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Introduction to Bioethics explores some of the most difficult—and fascinating—moral challenges we face in health, medicine, and emerging technologies.
Should we clone humans? What should we think of the coming genetic revolution? How much control should we have over how and when we die? When does medical treatment turn into medical enhancement — and should we care? Is rationing health care good, bad, necessary — or all of the above?
This course will explore fundamental moral issues that arise in medicine, health, and biotechnology. Get behind the headlines — and polarized debates — and join others who want to think deeply and openly about these problems. Some are as old as life itself: the vulnerability of illness, the fact of death. Some are new, brought on by a dizzying pace of technology that can unsettle our core ideas about human nature and our place in the world. And nearly all intersect with issues of racial and gender equality, as well as policies affecting the world’s most vulnerable populations.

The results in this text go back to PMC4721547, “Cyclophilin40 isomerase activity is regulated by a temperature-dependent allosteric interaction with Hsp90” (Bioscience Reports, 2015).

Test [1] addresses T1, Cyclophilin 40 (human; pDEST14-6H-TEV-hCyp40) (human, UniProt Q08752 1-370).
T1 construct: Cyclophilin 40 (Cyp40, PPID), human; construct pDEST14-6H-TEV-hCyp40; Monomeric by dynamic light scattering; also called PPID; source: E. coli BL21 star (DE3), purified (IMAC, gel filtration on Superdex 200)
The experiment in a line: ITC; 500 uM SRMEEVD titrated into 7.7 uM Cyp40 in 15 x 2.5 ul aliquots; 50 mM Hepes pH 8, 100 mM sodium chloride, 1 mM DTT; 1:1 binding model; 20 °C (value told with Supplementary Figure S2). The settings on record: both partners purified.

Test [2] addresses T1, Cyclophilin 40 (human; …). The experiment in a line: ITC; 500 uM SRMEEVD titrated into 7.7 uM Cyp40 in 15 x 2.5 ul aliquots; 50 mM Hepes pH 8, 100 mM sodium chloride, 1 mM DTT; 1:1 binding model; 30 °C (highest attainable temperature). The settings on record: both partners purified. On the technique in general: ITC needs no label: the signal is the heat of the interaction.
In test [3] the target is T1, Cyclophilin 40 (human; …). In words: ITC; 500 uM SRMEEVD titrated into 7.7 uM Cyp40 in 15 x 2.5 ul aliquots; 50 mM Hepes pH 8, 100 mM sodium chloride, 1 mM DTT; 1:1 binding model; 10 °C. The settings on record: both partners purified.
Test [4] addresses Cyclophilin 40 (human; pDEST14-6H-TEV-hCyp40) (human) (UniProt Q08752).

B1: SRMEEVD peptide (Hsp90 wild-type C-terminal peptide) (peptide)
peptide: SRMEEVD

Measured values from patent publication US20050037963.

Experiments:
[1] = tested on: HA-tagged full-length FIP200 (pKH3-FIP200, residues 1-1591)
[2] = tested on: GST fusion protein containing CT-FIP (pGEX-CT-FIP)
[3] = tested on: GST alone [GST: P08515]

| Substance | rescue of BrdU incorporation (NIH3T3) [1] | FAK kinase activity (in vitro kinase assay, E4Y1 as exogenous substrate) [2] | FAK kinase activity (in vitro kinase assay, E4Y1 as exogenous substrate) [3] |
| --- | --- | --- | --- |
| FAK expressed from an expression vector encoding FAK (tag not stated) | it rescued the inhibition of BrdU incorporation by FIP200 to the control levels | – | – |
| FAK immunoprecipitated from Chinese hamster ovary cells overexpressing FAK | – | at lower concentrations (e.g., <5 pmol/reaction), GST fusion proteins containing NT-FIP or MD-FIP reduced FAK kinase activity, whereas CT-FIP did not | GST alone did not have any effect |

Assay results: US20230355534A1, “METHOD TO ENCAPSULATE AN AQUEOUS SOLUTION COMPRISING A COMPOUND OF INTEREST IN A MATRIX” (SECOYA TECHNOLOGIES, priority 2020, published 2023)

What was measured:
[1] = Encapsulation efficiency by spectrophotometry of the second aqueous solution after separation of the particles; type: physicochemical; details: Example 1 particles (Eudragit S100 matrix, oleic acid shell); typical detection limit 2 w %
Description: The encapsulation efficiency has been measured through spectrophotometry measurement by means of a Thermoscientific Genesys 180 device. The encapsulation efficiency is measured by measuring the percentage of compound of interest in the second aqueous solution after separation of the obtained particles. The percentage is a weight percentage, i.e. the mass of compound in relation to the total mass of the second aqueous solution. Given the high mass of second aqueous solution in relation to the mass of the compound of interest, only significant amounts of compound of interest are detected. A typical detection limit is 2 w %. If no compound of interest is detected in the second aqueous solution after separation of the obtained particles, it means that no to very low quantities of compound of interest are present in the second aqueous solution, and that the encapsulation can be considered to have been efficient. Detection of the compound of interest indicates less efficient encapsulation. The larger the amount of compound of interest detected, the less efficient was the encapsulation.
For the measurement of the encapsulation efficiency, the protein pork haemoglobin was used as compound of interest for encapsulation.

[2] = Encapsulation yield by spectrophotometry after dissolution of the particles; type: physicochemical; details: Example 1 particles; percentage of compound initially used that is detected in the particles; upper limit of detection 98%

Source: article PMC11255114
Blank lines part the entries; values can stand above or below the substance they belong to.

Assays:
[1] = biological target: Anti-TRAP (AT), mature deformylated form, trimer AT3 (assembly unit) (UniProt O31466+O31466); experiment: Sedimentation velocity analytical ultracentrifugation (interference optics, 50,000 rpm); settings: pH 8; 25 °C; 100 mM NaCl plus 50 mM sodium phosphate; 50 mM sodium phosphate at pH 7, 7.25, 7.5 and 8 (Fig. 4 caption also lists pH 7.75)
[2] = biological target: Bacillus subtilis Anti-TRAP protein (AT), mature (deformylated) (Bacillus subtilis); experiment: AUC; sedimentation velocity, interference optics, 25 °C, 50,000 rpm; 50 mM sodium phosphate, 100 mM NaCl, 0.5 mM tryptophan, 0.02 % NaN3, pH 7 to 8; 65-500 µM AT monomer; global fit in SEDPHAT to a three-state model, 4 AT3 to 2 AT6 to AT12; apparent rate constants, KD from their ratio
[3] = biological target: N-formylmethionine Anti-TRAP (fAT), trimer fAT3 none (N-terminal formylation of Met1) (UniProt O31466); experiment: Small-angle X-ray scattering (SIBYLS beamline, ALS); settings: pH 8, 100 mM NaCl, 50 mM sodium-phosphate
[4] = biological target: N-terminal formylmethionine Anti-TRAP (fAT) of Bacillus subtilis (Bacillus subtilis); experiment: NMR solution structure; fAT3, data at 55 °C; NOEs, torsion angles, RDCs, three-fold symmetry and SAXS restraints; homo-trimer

Designed to introduce students to the range of issues that define bioethics, together with core concepts and skills, this course should be of interest to undergraduates, health care professionals, policy makers, and anyone interested in philosophy or ethics.
This course is taught by seven senior research scholars of the Kennedy Institute of Ethics at Georgetown University, one of the world's oldest academic ethics institutes. Established in 1971 with a founding interest in biomedical ethics, it has trained generations of moral leaders in bioethics and beyond. You can learn more about the Institute and its role in the history of bioethics at the Kennedy Institute of Ethics homepage.